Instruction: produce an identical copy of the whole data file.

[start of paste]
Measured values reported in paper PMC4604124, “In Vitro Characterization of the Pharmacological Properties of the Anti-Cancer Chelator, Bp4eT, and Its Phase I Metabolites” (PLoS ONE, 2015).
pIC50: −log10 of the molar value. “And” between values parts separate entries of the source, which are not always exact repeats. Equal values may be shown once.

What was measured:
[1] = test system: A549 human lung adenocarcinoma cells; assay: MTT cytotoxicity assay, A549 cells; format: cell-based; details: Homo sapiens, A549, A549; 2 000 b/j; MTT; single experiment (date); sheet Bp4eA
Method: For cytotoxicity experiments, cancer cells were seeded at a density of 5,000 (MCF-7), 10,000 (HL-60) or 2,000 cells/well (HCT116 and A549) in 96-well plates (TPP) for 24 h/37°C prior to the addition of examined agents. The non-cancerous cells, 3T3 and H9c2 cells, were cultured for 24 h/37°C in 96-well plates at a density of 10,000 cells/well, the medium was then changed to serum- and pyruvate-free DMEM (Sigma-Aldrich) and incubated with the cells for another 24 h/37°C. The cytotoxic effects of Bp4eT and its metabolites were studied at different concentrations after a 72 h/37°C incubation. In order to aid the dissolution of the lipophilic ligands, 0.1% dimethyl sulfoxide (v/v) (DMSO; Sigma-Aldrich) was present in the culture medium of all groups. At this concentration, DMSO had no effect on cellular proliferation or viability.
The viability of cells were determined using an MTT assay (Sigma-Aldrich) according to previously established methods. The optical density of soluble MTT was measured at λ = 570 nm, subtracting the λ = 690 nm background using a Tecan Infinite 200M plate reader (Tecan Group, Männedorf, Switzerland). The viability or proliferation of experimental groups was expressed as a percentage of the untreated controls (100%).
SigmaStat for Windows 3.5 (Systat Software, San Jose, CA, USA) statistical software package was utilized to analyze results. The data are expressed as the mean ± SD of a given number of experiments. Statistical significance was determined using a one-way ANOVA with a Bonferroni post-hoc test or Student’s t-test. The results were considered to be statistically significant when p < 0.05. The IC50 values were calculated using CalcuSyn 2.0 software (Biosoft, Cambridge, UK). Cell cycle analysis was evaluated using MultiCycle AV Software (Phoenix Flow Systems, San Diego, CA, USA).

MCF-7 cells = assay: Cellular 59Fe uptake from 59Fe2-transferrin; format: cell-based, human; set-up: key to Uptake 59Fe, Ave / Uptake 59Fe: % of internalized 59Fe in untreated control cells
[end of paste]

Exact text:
Measured values reported in paper PMC4604124, “In Vitro Characterization of the Pharmacological Properties of the Anti-Cancer Chelator, Bp4eT, and Its Phase I Metabolites” (PLoS ONE, 2015).
pIC50: −log10 of the molar value. “And” between values parts separate entries of the source, which are not always exact repeats. Equal values may be shown once.

What was measured:
[1] = test system: A549 human lung adenocarcinoma cells; assay: MTT cytotoxicity assay, A549 cells; format: cell-based; details: Homo sapiens, A549, A549; 2 000 b/j; MTT; single experiment (date); sheet Bp4eA
Method: For cytotoxicity experiments, cancer cells were seeded at a density of 5,000 (MCF-7), 10,000 (HL-60) or 2,000 cells/well (HCT116 and A549) in 96-well plates (TPP) for 24 h/37°C prior to the addition of examined agents. The non-cancerous cells, 3T3 and H9c2 cells, were cultured for 24 h/37°C in 96-well plates at a density of 10,000 cells/well, the medium was then changed to serum- and pyruvate-free DMEM (Sigma-Aldrich) and incubated with the cells for another 24 h/37°C. The cytotoxic effects of Bp4eT and its metabolites were studied at different concentrations after a 72 h/37°C incubation. In order to aid the dissolution of the lipophilic ligands, 0.1% dimethyl sulfoxide (v/v) (DMSO; Sigma-Aldrich) was present in the culture medium of all groups. At this concentration, DMSO had no effect on cellular proliferation or viability.
The viability of cells were determined using an MTT assay (Sigma-Aldrich) according to previously established methods. The optical density of soluble MTT was measured at λ = 570 nm, subtracting the λ = 690 nm background using a Tecan Infinite 200M plate reader (Tecan Group, Männedorf, Switzerland). The viability or proliferation of experimental groups was expressed as a percentage of the untreated controls (100%).
SigmaStat for Windows 3.5 (Systat Software, San Jose, CA, USA) statistical software package was utilized to analyze results. The data are expressed as the mean ± SD of a given number of experiments. Statistical significance was determined using a one-way ANOVA with a Bonferroni post-hoc test or Student’s t-test. The results were considered to be statistically significant when p < 0.05. The IC50 values were calculated using CalcuSyn 2.0 software (Biosoft, Cambridge, UK). Cell cycle analysis was evaluated using MultiCycle AV Software (Phoenix Flow Systems, San Diego, CA, USA).

MCF-7 cells = assay: Cellular 59Fe uptake from 59Fe2-transferrin; format: cell-based, human; set-up: key to Uptake 59Fe, Ave / Uptake 59Fe: % of internalized 59Fe in untreated control cells